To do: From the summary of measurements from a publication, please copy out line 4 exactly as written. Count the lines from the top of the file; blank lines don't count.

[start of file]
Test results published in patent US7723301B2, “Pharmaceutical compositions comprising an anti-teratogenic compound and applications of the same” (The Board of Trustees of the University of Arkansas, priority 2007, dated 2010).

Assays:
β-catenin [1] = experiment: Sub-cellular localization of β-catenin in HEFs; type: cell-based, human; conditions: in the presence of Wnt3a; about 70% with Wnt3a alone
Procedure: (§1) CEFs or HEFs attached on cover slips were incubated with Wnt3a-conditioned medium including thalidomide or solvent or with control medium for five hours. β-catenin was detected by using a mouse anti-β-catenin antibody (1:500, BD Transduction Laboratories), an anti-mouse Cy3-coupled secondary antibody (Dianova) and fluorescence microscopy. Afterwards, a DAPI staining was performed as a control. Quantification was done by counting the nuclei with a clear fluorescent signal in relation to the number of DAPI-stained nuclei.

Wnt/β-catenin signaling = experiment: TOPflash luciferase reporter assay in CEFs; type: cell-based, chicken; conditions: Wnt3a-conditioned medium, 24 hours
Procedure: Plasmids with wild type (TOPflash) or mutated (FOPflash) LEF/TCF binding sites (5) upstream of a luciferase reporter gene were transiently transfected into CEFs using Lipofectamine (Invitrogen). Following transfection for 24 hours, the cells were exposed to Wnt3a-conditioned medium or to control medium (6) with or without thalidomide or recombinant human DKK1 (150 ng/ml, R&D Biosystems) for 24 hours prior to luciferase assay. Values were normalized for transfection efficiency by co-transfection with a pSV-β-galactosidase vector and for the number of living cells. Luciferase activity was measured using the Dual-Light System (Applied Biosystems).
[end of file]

Procedure: (§1) CEFs or HEFs attached on cover slips were incubated with Wnt3a-conditioned medium including thalidomide or solvent or with control medium for five hours. β-catenin was detected by using a mouse anti-β-catenin antibody (1:500, BD Transduction Laboratories), an anti-mouse Cy3-coupled secondary antibody (Dianova) and fluorescence microscopy. Afterwards, a DAPI staining was performed as a control. Quantification was done by counting the nuclei with a clear fluorescent signal in relation to the number of DAPI-stained nuclei.